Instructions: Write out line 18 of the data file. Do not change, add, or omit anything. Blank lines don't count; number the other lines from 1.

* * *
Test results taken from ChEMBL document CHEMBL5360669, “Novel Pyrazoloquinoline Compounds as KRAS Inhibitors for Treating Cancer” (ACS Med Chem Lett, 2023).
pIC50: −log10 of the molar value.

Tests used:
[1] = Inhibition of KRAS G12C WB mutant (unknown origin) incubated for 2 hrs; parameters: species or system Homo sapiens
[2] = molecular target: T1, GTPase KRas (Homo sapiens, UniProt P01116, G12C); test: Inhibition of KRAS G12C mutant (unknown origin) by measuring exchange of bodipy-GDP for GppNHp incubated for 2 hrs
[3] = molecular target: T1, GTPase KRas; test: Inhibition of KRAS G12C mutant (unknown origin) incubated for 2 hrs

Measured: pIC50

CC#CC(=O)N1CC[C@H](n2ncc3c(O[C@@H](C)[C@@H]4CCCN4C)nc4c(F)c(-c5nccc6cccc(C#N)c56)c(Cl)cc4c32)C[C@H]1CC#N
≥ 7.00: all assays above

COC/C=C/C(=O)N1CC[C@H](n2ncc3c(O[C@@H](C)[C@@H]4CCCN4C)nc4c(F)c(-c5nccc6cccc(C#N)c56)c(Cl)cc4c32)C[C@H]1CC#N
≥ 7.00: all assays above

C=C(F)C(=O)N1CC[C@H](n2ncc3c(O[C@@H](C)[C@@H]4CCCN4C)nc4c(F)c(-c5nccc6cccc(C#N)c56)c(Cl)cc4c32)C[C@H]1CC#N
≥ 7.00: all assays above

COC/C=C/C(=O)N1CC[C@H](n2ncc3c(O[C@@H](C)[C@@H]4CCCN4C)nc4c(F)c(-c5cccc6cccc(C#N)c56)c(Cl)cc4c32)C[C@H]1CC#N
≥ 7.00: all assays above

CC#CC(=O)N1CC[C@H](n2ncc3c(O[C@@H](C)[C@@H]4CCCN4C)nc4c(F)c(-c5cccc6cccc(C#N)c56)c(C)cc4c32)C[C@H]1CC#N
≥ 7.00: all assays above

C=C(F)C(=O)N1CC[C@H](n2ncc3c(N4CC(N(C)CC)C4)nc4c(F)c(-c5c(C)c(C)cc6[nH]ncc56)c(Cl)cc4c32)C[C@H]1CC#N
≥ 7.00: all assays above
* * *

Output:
C=C(F)C(=O)N1CC[C@H](n2ncc3c(N4CC(N(C)CC)C4)nc4c(F)c(-c5c(C)c(C)cc6[nH]ncc56)c(Cl)cc4c32)C[C@H]1CC#N